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Why training trumps automation in sales enablement

To buy is to feel. The journey of a sale is not just transactional, it’s emotional: that emotion being the feeling of finding a solution to your problem. So, how can we train salespeople to make prospects feel they’re buying a solution and not just a product? 


We reached out to our network of Sales Training Experts to uncover the sales training tactics that will help you guide your team from a “sell-a-product” to a “solve-an-issue” selling framework.

AI buys time in. Not emotions.

The age of AI has gotten all of us looking at ways to optimize, maximize and streamline every aspect of our craft. This is changing the game for sales enablement as it has the potential to free valuable time so that sales professionals can focus on what matters most, selling. 


However, does this newfound time translate into success in meeting Sales KPIs? While the conventional playbook encourages us to focus on selling a product (what we call sell-a-product-framework), what closes sales is finding a solution for prospects (which we will define as a “solve-an-issue” framework). This skill is 100% human. 


Which is why even the most AI-optimized sales enablement programs need to focus on human-first sales skills training. 

The hidden value of sales enablement training

Learning about the product you need to sell is one thing. Learning to problem-solve is another. As Mike Weinberg, Sales Consultant & Author of The First Time Sales Manager, puts it, “the one thing a salesperson needs to be able to do effectively is conduct a sales call. It’s the job. But we are not mentoring our people to plan out how to conduct sales calls.” 


Below we collected the 3 biggest mistakes people make when conducting a sales call as shared by Mike Weinberg in his latest podcast episode, How Sales Managers Can Help Sales People Conduct Significantly More Effective Sales Calls. The common denominator (and that which is missing) is a lack of focus on solving an issue for the prospect.


1. Making it about themselves

The best sales calls are about the customer, not the person or product. Talking about the thing you’re trying to sell sets up an awkward dynamic where the salesperson is pitching and the prospect is resisting.

2. Not setting up the meeting

Successful calls need to strike a balance between laying out the expectations of the call and what the prospect is hoping to get out of the meeting. The question “what do you want to cover?” changes the dynamic from an adversarial feeling to making the person know they’re sat with a professional.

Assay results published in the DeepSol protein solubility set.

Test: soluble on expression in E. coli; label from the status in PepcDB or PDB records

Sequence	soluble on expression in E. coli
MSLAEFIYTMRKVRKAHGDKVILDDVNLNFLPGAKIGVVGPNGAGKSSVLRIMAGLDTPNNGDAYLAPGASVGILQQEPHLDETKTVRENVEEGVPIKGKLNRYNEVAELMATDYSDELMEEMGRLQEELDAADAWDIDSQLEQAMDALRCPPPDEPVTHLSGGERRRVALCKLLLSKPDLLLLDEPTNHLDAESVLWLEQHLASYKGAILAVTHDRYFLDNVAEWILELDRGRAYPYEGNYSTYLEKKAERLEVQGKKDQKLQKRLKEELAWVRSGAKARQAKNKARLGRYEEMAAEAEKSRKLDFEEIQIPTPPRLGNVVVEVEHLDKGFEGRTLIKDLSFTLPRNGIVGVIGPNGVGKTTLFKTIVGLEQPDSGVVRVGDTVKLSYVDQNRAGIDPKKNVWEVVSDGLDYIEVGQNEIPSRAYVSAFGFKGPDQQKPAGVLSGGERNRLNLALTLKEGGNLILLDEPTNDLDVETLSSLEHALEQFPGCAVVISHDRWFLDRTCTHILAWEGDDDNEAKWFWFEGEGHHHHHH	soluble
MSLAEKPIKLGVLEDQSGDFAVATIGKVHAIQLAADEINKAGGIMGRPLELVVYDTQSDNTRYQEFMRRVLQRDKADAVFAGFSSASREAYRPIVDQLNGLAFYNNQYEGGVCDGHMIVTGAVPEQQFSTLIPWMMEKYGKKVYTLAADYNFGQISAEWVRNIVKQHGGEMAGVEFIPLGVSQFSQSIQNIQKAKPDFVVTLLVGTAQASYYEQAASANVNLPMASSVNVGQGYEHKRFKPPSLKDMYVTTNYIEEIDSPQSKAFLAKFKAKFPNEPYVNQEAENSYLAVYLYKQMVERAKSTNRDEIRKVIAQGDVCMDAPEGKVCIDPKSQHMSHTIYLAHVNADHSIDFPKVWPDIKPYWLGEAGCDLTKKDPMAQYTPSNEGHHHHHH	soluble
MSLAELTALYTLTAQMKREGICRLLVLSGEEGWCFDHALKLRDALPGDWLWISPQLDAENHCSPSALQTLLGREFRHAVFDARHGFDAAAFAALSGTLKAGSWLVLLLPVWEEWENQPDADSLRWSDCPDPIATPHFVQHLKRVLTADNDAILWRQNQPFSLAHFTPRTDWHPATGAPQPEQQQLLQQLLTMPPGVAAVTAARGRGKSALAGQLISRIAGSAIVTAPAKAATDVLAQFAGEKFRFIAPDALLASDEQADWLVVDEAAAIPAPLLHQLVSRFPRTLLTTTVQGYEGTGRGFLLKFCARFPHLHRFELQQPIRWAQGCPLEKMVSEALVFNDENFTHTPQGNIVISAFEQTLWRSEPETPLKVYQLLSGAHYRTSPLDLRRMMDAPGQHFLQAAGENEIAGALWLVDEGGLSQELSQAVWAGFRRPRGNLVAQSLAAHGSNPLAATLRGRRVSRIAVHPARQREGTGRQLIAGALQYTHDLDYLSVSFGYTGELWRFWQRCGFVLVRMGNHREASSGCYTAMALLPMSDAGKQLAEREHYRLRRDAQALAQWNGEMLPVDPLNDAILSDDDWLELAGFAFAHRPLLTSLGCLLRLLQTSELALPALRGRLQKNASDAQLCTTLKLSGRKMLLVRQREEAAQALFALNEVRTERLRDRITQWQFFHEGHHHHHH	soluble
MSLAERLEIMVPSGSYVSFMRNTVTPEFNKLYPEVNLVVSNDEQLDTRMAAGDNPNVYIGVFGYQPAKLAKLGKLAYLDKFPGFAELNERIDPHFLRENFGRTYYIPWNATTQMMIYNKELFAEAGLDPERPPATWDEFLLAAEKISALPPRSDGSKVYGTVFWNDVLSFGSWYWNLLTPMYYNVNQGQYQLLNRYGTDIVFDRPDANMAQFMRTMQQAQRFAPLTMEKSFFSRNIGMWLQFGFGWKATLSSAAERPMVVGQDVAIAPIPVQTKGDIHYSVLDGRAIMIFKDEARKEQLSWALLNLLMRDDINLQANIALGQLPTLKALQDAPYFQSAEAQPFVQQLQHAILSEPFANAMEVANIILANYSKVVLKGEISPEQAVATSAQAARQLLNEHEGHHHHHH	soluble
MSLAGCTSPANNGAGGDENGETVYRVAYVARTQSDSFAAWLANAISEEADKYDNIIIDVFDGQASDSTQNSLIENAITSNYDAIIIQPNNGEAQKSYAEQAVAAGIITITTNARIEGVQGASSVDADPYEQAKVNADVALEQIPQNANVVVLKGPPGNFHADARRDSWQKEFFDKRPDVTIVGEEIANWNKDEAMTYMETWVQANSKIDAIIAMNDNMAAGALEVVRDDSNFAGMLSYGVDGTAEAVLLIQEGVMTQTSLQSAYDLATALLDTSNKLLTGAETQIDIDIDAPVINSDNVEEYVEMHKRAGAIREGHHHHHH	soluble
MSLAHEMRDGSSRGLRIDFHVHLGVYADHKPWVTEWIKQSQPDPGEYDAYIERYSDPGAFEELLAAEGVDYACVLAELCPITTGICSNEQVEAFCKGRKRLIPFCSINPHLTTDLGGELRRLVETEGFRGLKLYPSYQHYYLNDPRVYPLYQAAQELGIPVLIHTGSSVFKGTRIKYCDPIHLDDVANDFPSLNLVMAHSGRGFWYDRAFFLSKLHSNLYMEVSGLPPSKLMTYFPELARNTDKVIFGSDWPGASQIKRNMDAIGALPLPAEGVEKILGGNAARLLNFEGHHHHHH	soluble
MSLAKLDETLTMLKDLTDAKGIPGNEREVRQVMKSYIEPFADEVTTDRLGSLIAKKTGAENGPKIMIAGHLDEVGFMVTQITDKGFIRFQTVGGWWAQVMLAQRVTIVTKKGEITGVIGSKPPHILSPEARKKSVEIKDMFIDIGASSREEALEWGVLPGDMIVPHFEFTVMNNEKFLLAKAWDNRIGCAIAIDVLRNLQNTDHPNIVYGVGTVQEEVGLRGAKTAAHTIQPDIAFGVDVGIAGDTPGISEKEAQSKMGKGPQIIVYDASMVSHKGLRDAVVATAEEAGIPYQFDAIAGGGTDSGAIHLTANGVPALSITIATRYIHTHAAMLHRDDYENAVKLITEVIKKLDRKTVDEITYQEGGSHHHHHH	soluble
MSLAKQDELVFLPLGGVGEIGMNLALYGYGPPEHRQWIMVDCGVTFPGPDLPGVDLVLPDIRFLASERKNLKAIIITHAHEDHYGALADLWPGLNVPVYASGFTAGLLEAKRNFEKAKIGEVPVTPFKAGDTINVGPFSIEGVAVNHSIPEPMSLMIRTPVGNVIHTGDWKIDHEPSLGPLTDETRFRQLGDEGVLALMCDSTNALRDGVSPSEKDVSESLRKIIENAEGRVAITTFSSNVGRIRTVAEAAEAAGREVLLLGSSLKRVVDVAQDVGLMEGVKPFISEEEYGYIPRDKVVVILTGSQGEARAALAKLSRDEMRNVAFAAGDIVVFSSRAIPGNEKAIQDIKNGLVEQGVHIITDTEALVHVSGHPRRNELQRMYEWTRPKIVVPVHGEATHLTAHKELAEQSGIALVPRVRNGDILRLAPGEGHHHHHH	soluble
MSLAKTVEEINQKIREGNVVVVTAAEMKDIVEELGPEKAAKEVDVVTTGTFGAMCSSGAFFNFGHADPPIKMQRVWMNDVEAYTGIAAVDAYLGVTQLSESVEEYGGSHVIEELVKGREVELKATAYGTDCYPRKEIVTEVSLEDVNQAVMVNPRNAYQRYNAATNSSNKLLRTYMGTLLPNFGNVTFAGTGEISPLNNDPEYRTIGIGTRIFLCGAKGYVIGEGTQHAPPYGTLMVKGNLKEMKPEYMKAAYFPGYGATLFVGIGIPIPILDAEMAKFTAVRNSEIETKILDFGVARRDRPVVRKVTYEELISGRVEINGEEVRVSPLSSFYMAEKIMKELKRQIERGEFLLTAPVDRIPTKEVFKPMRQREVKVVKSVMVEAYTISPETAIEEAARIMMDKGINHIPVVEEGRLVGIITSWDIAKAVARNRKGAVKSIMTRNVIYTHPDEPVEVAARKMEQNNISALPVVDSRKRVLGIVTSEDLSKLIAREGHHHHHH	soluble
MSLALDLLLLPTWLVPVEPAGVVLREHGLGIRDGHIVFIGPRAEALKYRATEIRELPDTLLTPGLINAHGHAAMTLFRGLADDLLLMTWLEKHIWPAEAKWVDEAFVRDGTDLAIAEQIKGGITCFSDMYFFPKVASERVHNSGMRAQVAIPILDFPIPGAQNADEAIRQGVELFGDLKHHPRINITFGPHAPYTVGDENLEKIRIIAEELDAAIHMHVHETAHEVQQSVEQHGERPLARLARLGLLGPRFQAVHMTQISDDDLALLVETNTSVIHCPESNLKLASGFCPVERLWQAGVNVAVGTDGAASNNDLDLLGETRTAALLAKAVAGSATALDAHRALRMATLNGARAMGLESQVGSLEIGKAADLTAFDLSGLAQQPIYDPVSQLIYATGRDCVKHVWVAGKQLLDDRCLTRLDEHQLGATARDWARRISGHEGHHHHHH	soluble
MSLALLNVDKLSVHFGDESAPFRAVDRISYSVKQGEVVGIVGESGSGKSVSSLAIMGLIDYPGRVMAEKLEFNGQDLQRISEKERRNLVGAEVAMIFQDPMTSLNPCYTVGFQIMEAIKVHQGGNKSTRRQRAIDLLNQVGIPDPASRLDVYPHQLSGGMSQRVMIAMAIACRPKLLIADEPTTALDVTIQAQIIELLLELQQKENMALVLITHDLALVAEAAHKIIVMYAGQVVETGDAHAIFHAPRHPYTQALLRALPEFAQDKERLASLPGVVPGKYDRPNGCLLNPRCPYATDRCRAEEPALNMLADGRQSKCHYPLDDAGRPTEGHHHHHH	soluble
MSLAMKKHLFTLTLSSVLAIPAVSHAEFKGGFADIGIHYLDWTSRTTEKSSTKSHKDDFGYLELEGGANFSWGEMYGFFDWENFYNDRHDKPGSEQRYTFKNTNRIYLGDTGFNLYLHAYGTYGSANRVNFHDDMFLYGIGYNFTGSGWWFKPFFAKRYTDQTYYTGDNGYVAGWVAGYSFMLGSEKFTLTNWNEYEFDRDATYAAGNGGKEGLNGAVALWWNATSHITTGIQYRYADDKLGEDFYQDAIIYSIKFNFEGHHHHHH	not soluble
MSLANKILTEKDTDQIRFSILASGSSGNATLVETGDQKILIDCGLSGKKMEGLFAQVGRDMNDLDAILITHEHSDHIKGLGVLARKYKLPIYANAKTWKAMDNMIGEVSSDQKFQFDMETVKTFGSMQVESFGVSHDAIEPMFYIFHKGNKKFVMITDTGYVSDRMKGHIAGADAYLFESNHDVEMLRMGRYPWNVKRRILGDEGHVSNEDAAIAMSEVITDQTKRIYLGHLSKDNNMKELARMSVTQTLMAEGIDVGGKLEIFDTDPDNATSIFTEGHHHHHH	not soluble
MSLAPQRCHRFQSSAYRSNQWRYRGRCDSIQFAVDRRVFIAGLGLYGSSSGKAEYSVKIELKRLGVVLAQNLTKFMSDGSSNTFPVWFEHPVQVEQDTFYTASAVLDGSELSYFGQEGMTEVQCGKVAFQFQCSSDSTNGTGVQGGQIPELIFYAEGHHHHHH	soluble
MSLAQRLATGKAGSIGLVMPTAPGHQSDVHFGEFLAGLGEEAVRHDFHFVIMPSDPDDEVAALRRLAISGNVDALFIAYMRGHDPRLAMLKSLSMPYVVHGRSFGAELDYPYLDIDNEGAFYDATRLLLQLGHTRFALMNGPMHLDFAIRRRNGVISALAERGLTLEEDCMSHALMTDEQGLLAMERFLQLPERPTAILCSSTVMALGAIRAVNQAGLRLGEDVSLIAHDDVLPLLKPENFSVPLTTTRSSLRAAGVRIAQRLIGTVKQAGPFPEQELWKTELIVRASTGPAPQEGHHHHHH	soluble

3. Not owning the sales flow

There are very intentional phases and progressions to the sales process that may change from business to business. It is essential for everyone in the sales team to understand the nuances of these to apply different sales tactics and approaches to each stage.

The good news is that all of the above can be overcome by shifting your team’s attention from “sell-this-product” to “solve-this-issue” through a well designed sales enablement training program. To get started, consider the following 3 training tactics.

Tactic #1 : Train your team to think beyond the sales playbook

The first step in shifting your team’s focus from ‘sell this product’ to ‘solve this issue’ is to ask better questions. The SPIN framework does exactly this. Developed by Neil Rackham, SPIN stands for Situation, Problem, Implication, and Need-payoff.

Gert Scholts, B2B Sales Coach and Strategist recommends it as, “an emotion-creation tool for pain points that helps structure a call while making it about the prospect”. At its core, it is a simple framework that sales teams can use to change their approach and potentially change the entire outcome of a call.

1. Situation questions:

Gather basic information about the prospect’s current situation, such as their industry, role, and goals.